"He's putting the silver pig somewhere smelly where felons will be too sensitive to look," I said. "You're going home. And J need an urgent chat with your Uncle Decimus!"


I took Sosia Camillina home in a sedan chair. There was room for two; she was a diminutive scrap and I could so rarely afford enough to eat that the bearers let us both ride. I stayed silent for a long time, so once she worked out I was no longer disgruntled with her, she chattered. I listened without listening. She was too young to sit in peace after a surprise.

I was beginning to be annoyed with the entire Camillus family. Nothing any of them ever said was true or complete, unless it turned into something I preferred not to hear. My open-ended contract had led me down a cul-de-sac.

"Why are you so quiet?" Sosia demanded suddenly. "Are you wishing you could steal the silver pig?" I said nothing. Naturally. I was wondering how that might be arranged. "Do you ever* have any money, Falco?"


"What do you do with it?"

I told her I paid the rent.

"I see!" she commented gravely. She was looking up at me with those great unsettling eyes. Her expression saddened into melting reproach for my aggressiveness. I wanted to suggest it was a bad idea to turn a look like that on men with whom she found herself alone, though I said nothing because I foresaw difficulties explaining why.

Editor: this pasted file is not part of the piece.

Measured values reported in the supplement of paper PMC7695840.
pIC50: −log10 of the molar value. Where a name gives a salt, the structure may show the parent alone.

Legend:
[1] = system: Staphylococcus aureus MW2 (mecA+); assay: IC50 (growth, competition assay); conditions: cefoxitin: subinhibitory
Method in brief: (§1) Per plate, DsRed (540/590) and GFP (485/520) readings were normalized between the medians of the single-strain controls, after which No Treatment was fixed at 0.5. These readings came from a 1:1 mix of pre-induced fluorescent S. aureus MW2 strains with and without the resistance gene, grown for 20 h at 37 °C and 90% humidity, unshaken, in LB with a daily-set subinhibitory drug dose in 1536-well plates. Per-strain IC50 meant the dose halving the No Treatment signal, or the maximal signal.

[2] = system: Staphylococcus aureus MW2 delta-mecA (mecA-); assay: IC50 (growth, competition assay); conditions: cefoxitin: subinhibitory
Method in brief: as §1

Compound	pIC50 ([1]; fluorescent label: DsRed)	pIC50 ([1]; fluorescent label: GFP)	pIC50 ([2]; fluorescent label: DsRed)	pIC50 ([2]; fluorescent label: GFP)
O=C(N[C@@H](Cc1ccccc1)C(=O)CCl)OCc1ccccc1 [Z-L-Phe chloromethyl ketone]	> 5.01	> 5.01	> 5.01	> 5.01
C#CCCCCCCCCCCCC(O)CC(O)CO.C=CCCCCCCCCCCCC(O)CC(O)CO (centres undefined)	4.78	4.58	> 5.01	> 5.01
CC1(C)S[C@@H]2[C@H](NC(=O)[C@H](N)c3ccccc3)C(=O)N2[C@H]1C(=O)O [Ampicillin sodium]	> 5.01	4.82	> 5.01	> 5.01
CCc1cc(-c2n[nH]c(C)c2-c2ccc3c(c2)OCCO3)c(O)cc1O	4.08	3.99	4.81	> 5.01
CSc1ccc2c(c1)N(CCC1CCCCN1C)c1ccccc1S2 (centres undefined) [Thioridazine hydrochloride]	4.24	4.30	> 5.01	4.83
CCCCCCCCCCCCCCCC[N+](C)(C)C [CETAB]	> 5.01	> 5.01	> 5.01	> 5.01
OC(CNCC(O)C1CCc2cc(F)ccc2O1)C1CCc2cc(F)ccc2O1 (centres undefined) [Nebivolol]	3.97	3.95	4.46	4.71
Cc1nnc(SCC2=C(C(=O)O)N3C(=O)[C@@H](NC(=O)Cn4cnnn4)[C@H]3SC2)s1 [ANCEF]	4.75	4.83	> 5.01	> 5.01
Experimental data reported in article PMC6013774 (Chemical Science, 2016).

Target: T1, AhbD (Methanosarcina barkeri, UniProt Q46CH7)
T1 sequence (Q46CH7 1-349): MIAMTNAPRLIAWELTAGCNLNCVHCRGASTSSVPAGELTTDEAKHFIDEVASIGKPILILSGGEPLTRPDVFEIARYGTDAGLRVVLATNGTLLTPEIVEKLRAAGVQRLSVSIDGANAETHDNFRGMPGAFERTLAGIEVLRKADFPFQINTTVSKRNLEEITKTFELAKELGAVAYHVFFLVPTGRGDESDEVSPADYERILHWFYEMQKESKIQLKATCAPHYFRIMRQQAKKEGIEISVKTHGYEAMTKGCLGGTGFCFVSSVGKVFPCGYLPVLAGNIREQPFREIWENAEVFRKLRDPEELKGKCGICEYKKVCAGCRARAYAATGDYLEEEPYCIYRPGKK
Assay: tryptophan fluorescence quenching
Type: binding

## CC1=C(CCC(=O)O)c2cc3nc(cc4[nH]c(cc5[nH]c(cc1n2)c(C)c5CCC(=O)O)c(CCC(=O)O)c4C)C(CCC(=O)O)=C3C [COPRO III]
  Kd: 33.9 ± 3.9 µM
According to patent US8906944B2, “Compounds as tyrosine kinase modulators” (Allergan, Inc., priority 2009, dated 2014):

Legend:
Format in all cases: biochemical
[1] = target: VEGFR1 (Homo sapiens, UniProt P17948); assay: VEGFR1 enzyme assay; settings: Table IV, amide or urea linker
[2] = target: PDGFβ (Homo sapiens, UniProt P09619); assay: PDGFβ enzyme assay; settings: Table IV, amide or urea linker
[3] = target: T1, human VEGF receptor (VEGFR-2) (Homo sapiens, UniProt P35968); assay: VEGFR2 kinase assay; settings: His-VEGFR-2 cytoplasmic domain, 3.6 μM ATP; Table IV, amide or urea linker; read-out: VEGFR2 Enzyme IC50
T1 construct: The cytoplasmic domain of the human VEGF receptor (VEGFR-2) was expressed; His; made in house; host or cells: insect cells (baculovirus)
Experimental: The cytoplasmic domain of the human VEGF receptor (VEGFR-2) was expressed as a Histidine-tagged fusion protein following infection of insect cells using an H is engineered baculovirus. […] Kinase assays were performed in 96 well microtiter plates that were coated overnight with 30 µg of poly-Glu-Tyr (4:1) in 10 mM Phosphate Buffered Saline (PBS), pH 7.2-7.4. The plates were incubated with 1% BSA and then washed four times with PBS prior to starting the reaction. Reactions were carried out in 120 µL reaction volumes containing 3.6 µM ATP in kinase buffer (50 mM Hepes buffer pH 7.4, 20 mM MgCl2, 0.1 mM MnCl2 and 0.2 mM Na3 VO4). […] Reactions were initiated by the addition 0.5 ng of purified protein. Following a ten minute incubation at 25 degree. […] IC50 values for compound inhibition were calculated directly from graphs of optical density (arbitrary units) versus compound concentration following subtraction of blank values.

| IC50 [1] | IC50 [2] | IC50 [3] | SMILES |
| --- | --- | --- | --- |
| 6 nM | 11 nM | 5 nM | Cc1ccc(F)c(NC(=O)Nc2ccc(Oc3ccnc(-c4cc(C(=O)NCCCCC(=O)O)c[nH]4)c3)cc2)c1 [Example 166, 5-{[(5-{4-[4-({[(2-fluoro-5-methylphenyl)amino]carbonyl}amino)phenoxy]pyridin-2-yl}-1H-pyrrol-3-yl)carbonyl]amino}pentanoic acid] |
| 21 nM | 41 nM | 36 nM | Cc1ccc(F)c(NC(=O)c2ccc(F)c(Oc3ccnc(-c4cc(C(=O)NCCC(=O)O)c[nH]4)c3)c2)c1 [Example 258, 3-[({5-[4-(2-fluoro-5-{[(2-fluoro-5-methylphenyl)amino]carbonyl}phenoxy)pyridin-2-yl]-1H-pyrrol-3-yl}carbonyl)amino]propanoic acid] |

"Didius Falco, what do you really do with it?"

"I send it to my mother." My tone of voice left her unsure whether I meant it, which was how I liked a woman to be left.

At that time I thought a man should never tell women what he does with his money. (Those days were the days, of course, before I was married and had this issue placed in true perspective by my wife.)

What I really did with my money in those days was that sometimes I paid the rent. (More often not.) Then, after deducting unavoidable expenses, I sent half to mama; I gave the rest to the young woman my brother never found the time to marry before he was killed in Judaea, and the child he never even discovered he had.

None of that was any business of a senator's niece.

I dumped the girl on her relieved aunt.

Senators' wives, in my scheme, fall into three types. The ones who sleep with senators, but not the senators who married them; the ones who sleep with gladiators; and a few who stay at home. Before Vespasian, the first two types were everywhere. There were even more afterwards, because when Vespasian became Emperor, while he and his elder son were out in the east, his young puppy Domitian lived in Rome. Domitian's idea of becoming a Caesar was seducing senators' wives.

The wife of Decimus Camillus fell into my third type: she stayed at home. I knew that already, otherwise I would have heard of her. She was what I expected: glossy, tense, perfect manners, jingling with gold jewellery a well-treated woman with an even better-kept face. She glanced first at Sosia, then her shrewd black eyes flicked over me. She was just the sort of sensible matron a bachelor would be lucky to find when he was presented with an illegitimate child he felt unable to ignore. I could see why the nifty Publius parked his Sosia here.

Julia Justa, the senator's wife, took back her lost niece without fuss. She would ask her questions later, once the household settled down. Just the sort of decent, deserving woman who has the unhappy luck to be married to a man who dabbles in illegal currency. A man so inept, he hires his own informer to expose him.